The divine pattern


God makes provision for satisfying relations through the filling (control) of the Holy Spirit. (Ephesians 5:18)

When we're continually filled with the Spirit and genuinely worshipping God, we submit to one another. (Ephesians 5:21) Conflicts arise when people want their own way and fight for the upper hand. Spirit-filled believers are content to submit to each other. (James 4:1; 1 Corinthians 16:16; Philippians 2:4-8; 1 Peter 2:13; 5:5; Hebrews 13:17)

Submission, militarily speaking, means to "rank under or beneath someone else." It is the attitude of wanting to please another, avoiding disputes, contentions, or divisions. Paul's emphasis is on mutual submission in Ephesians 5:21 and Ephesians 6:9. He uses the family as an illustration of how God designed submission to work in practice.

Wives are to submit to husbands (Ephesians 5:22, 1 Corinthians 7:3,4) but a husband is also to submit to his wife (Ephesians 5:25); not by giving up his responsibility of leadership, but by supporting her in bearing her burdens, sacrificing his own desires to fulfil her needs. (1 Corinthians 7:3)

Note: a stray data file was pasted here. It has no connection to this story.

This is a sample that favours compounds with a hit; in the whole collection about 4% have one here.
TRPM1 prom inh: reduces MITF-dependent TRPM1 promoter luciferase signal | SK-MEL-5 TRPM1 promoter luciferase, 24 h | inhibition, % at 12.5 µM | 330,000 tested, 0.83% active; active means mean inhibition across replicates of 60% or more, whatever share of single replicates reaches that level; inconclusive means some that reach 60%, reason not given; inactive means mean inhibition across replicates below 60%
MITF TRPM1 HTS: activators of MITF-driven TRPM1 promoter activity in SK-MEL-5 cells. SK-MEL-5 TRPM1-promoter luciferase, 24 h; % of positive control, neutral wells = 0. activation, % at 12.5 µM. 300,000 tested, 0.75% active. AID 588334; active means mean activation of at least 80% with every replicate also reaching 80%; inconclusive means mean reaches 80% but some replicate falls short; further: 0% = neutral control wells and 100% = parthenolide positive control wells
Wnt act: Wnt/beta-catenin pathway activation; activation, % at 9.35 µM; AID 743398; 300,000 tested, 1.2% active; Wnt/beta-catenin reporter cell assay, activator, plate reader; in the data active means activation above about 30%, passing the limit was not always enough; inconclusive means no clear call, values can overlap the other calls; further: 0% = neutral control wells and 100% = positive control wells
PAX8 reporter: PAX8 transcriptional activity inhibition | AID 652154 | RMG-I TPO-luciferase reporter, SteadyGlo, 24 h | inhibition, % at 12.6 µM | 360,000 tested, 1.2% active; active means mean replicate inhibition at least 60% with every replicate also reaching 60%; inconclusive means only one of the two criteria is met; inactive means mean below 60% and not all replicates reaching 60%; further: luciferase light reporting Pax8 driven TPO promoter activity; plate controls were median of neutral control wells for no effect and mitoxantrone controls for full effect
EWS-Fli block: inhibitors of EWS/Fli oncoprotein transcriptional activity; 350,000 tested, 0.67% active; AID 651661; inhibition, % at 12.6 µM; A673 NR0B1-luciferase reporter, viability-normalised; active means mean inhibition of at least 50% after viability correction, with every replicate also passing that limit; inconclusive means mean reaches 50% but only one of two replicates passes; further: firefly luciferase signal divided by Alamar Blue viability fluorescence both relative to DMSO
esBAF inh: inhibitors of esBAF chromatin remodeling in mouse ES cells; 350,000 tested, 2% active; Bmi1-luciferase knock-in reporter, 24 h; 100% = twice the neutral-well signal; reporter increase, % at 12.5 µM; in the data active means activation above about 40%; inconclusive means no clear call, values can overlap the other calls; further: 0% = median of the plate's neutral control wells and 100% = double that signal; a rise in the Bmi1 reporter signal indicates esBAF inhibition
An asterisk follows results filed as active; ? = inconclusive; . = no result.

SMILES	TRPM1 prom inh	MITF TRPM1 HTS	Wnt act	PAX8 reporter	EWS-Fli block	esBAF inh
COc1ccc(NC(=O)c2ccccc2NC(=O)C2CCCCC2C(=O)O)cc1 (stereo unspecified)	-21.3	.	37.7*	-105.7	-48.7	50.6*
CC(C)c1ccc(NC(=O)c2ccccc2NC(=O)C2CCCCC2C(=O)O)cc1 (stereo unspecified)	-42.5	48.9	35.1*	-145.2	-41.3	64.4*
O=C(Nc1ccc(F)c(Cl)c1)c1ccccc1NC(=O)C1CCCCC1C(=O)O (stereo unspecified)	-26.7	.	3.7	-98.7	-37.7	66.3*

Children are to submit in obedience to their parents (Ephesians 6:1-3) and parents are to submit to their children - by not provoking them to wrath: "bringing them up in the discipline and instruction of the Lord". (Ephesians 6:4)

Servants (employees) are to submit to masters (bosses) (Ephesians 6:5-9) but masters should also submit to servants by never doing wrong to them. (Ephesians 6:9)

The principles of authority and mutual submission compared:

  • All believers are equal in the sight of God. (Galatians 3:28) This does not exclude the concept of God-given authority in our relationships with one another.
  • In the Godhead, Jesus is, in essence, equal with the Father. (John 1:1, John 14:9, John 10:30) In function, the Father is the "head of Christ". (1 Corinthians 11:3; John 4:34)
  • Before God, husbands and wives are equal as spiritual beings and in their human essence. The man has the responsibility of leadership in marriage, taking the brunt of difficult circumstances. The wife's tenderness and gentleness are to support and balance the husband's strength.